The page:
Tell “them” I said I want to be too much

“If you can dance and be free and be embarrassed, you can rule the world.”

Amy Poehler

I was getting ready for a work dinner with some important grownups a couple of nights ago. I had my hands and thoughts on an extremely colourful, tea-length boob tube dress. I knew everyone else would be wearing suits.

“Is this too much?” I stressed. Maybe I should wear something more subtle. Maybe a typical work dress or something. What will “they” think? What if “they” think I’m too much. In the exact same mind was the thought, I don’t want “them” to think I’m wearing this because they want me to.

Did you grow up with the specter of “what will people say?” I did. It wasn’t so much a thing at home as it was in life in general. It was a community thing. The up and down side of being a member of our generation is that we were raised by a “village” so we absorbed the village norms as well as the nuclear family norms.

Delivering something for my mum to a group of unfamiliar colleagues, I kept my eyes on the ground. I was painfully shy. I still am. It’s just not painful anymore. It’s comfortable. One of the nurses shouted said “why are you not looking at anyone?! What will they say when you get married. They will say you are dishonest.” I was probably fifteen. The other nurses chimed into the critique. I looked up and looked her in the eye. My skin was on fire. I didn’t want her to shout at me. I didn’t want “them” to think I was dishonest. You know… the people I had never met.

“What will they say?”

It was used to shame. It was used to cajole. It was used to threaten. It was used to warn.

“Don’t play with boys. You might fall pregnant. Then, what will people say?”

You better learn to cook a good pot of sadza otherwise what will people say?

It’s the young woman I know who was told not to visit home at Christmas by her mother lest people find out she is divorced. What will people say?

In my university days, a tailor once said to me, “I am not making you that design, what will people say?” It was just a fitted halter neck dress. I know I shouldn’t explain. I really don’t have to. But, if I don’t, gosh, what would you imagine? See what I did there? See what they did there. See what we did there? Are you “they?”

Are you the person whose judgment I should be terrified of? Who are you? What are your credentials? Did you crack the life code? Do you have Jesus on speed dial? Unlikely. I have this sneaky suspicion that you are not the draconian judge you are made out to be. You are a mere mortal. A plebeian like me. So, here is the big question: who vests this power in you? Is it me?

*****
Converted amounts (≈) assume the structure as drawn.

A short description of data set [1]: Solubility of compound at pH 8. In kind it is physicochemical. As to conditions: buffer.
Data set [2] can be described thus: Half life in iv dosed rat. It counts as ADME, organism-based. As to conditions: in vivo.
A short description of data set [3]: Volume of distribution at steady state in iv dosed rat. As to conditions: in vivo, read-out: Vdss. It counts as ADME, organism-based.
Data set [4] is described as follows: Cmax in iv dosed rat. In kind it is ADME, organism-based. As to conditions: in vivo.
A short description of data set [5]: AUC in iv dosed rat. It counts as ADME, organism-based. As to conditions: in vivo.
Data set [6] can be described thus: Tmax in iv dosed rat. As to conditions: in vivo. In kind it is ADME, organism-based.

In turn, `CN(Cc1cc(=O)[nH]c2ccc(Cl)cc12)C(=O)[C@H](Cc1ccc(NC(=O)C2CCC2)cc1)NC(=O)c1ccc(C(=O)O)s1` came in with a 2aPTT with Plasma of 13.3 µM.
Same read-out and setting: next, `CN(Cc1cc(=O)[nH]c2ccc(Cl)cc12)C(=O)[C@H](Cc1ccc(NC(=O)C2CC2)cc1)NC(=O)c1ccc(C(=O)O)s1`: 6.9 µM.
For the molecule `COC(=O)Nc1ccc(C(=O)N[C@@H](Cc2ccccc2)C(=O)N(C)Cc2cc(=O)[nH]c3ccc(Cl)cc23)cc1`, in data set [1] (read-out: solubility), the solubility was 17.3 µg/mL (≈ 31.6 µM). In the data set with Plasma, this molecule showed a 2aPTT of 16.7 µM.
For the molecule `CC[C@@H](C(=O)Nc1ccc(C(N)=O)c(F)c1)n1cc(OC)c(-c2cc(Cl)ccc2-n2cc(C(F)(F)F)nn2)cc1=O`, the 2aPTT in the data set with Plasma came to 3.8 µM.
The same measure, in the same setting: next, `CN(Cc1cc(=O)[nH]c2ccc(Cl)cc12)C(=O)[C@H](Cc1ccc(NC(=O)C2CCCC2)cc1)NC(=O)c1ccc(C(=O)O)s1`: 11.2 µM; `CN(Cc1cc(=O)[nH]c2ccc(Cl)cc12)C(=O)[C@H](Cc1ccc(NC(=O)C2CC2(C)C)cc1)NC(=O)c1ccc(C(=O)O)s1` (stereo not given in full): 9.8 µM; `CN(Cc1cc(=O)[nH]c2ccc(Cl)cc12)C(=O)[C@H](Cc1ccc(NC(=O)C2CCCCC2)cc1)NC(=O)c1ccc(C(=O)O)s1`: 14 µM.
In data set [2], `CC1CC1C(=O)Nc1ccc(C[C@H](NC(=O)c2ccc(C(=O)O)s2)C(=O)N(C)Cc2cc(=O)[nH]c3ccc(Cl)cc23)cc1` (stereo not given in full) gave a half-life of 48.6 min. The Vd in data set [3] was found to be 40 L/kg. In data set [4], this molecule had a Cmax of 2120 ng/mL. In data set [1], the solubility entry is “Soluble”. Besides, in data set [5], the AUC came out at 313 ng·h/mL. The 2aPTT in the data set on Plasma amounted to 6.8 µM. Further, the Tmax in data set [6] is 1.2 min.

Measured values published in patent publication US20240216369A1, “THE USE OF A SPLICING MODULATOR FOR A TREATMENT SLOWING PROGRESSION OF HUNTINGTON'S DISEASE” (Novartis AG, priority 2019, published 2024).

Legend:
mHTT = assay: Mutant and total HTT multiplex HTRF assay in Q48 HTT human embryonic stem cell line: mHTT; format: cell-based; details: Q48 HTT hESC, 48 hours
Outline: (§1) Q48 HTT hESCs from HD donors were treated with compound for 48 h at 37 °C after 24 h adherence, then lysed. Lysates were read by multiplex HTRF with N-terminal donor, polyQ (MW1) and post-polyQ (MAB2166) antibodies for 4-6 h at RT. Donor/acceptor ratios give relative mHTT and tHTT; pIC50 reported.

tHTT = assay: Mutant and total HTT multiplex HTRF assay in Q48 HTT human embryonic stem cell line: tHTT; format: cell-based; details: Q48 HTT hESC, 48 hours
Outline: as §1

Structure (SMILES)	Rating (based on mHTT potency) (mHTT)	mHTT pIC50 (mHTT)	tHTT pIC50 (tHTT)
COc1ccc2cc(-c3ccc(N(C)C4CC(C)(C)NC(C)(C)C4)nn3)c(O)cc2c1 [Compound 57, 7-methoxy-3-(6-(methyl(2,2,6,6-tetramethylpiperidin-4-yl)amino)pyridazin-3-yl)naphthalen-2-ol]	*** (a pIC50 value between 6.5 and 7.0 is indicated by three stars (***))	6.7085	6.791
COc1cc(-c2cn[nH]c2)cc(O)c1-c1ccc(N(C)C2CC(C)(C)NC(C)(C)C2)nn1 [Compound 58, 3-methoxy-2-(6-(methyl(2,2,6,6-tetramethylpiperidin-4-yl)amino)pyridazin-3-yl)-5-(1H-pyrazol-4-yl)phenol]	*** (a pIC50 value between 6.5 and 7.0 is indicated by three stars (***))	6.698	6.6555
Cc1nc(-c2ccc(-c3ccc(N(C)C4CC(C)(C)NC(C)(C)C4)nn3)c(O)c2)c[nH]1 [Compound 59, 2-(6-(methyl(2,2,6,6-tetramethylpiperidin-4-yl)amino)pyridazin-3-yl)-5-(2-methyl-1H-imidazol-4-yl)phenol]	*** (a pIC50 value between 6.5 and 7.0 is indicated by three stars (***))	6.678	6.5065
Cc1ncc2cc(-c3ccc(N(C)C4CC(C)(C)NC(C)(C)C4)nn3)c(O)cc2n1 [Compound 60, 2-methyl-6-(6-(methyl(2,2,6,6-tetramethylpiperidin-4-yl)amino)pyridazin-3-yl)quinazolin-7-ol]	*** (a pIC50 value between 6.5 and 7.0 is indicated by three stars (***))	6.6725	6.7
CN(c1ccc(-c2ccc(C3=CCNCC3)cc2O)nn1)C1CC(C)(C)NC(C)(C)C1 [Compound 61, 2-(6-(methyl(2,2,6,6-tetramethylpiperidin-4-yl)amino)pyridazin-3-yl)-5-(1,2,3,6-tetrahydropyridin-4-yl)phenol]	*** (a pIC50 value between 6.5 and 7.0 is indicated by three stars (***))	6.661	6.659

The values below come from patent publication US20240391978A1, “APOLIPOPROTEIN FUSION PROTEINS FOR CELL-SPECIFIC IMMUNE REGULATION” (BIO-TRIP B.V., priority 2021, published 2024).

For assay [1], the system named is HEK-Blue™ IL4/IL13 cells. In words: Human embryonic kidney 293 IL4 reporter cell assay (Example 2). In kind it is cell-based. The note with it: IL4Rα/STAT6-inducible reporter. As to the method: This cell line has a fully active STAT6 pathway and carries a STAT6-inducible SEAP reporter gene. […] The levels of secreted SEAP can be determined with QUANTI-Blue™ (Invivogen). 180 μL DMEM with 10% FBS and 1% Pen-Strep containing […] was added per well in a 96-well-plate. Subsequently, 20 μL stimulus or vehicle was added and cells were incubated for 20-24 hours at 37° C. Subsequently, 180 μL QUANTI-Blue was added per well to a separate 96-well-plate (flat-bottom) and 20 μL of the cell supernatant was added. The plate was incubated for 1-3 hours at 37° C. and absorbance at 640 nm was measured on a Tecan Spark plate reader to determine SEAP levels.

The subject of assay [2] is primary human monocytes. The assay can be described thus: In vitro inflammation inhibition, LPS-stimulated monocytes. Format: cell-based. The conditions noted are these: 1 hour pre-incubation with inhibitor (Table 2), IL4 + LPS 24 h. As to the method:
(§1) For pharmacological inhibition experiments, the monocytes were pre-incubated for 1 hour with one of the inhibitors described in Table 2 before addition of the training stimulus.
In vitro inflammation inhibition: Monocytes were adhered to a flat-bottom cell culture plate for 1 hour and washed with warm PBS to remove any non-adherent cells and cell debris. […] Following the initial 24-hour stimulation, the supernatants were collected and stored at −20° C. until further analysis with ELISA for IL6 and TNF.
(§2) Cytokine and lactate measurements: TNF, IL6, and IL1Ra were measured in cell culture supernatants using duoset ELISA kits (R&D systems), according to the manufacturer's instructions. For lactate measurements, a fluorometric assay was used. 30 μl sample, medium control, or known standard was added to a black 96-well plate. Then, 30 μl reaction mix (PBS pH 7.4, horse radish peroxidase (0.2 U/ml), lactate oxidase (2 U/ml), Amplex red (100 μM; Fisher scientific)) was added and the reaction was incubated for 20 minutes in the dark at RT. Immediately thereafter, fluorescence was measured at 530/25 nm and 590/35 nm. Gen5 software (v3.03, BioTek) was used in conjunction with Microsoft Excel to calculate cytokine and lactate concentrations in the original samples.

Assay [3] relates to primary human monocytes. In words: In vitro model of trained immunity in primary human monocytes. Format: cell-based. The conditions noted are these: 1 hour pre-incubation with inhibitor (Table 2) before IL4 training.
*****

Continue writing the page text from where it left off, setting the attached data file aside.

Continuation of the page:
Oh wait…My God. Are you me? Have we perfected self-judgment to such a degree that we self-police. God. Look at your children. The ones you freed from bondage but they happily rebuilt their own cages.

Steven Furtick resonated with me deeply in one of his sermons when he said, the trouble with “they did this” is that only “they can change it.” What he meant was externalising an issue disempowers you. You can not resolve something if “they” are the problem. Because for that paradigm to work, you must truly believe that only “they” can fix the problem.

To truly sit in the driver’s seat of one’s life, one has to start thinking “I.” For the first time ever, my response to myself when the specter of “they”rose up was “but do I want to be too much?” A sign of growth perhaps…

What is too much anyway?

If colour and an unusual cut are too much? Then I absolutely want to be too much. I want to be the home of the colour-clash, the unusual cut and the all the quirk.

If kind but firm honesty is too much. Then “too much” is my middle name. It’s actually Victoria but you know what I mean.

Honey-brown-copper hair? Tick. Anyh other colour I set my mind to? Yes. That too.

If making people laugh till their bellies ache is too much. I am all the “too” in too much.

Traveling? I’m the “solocation” queen.

Touch rugby. Horse-riding. Boxing. Babies. Lawyering. Saying no when I mean no and yes when I mean yes…. clearly… using words. Loving with an open heart. Boundaries. Being in touch with my sexuality. Is that too much perhaps?

Kissing my babies. Holding them. Cuddling them. Watching TV with them. Walking with them. Riding bicycles with them. Life with them. Yet sometimes being without them without guilt or stress. Is that too much?

Fitting comfortably inside my skin? Loving myself but also being insecure sometimes. Knowing myself better than anyone else and being comfortable with that.

Therapy. Diligent and consistent therapy.

I’m not sure if all this is what too much is. Is this what “they” will have something to say about. Maybe. I am sure of one thing though. I am absolutely sure that it is me. It is who I am. It’s who I want to be. It’s who I love to be.

So it follows naturally that I absolutely am too much. You see: it’s a free world. “They” can absolutely have an opinion if “they” so wish. They can say every little thing they need to.

The magic in all this is simple: It turns out that I get to decide if “they” have a vote in who I am and my decision is in: “they” do not.

I am too much and I love it. I am bringing my whole self to the life experience in living colour just like Bozoma Saint John said.

Bring your whole self to the experience. Because the more we do that, the more that people get to see that, the more comfortable everybody’s gonna be with it.”

Bozoma Saint John

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